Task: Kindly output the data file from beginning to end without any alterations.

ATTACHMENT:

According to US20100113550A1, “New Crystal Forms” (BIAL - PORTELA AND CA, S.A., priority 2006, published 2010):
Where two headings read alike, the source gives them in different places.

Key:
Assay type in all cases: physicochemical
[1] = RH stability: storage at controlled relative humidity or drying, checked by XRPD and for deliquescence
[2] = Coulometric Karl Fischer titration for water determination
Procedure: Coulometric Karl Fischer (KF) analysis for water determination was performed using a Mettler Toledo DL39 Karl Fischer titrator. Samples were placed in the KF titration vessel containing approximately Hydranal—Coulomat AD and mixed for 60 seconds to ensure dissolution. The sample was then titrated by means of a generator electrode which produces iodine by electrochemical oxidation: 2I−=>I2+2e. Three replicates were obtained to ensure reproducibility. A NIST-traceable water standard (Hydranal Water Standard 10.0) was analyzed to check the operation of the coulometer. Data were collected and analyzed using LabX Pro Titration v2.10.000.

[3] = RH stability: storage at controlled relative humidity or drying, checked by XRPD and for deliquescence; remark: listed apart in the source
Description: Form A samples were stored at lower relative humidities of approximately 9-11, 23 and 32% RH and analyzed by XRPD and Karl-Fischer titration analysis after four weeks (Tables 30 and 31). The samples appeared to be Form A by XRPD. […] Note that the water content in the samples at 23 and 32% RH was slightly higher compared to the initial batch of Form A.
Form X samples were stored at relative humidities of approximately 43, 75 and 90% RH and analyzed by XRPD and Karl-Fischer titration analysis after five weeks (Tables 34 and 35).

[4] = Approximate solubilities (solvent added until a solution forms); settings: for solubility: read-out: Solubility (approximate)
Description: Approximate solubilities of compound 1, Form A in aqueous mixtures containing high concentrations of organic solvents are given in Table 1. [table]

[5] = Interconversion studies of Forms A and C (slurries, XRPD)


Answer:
According to US20100113550A1, “New Crystal Forms” (BIAL - PORTELA AND CA, S.A., priority 2006, published 2010):
Where two headings read alike, the source gives them in different places.

Key:
Assay type in all cases: physicochemical
[1] = RH stability: storage at controlled relative humidity or drying, checked by XRPD and for deliquescence
[2] = Coulometric Karl Fischer titration for water determination
Procedure: Coulometric Karl Fischer (KF) analysis for water determination was performed using a Mettler Toledo DL39 Karl Fischer titrator. Samples were placed in the KF titration vessel containing approximately Hydranal—Coulomat AD and mixed for 60 seconds to ensure dissolution. The sample was then titrated by means of a generator electrode which produces iodine by electrochemical oxidation: 2I−=>I2+2e. Three replicates were obtained to ensure reproducibility. A NIST-traceable water standard (Hydranal Water Standard 10.0) was analyzed to check the operation of the coulometer. Data were collected and analyzed using LabX Pro Titration v2.10.000.

[3] = RH stability: storage at controlled relative humidity or drying, checked by XRPD and for deliquescence; remark: listed apart in the source
Description: Form A samples were stored at lower relative humidities of approximately 9-11, 23 and 32% RH and analyzed by XRPD and Karl-Fischer titration analysis after four weeks (Tables 30 and 31). The samples appeared to be Form A by XRPD. […] Note that the water content in the samples at 23 and 32% RH was slightly higher compared to the initial batch of Form A.
Form X samples were stored at relative humidities of approximately 43, 75 and 90% RH and analyzed by XRPD and Karl-Fischer titration analysis after five weeks (Tables 34 and 35).

[4] = Approximate solubilities (solvent added until a solution forms); settings: for solubility: read-out: Solubility (approximate)
Description: Approximate solubilities of compound 1, Form A in aqueous mixtures containing high concentrations of organic solvents are given in Table 1. [table]

[5] = Interconversion studies of Forms A and C (slurries, XRPD)